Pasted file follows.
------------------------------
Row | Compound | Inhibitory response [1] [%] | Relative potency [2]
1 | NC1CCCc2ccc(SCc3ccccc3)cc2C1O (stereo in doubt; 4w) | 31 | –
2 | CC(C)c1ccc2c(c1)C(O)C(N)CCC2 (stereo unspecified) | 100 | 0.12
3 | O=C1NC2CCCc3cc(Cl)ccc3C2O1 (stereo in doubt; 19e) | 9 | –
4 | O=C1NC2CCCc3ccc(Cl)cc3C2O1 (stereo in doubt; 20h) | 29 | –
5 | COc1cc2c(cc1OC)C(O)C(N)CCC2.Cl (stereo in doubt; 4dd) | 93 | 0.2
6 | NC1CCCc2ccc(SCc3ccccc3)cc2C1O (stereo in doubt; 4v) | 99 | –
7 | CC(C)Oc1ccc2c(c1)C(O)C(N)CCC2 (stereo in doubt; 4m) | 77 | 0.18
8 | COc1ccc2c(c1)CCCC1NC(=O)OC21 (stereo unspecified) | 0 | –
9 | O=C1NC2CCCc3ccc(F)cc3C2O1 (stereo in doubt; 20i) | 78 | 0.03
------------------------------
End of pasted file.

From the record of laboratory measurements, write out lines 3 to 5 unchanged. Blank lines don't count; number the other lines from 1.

2 | CC(C)c1ccc2c(c1)C(O)C(N)CCC2 (stereo unspecified) | 100 | 0.12
3 | O=C1NC2CCCc3cc(Cl)ccc3C2O1 (stereo in doubt; 19e) | 9 | –
4 | O=C1NC2CCCc3ccc(Cl)cc3C2O1 (stereo in doubt; 20h) | 29 | –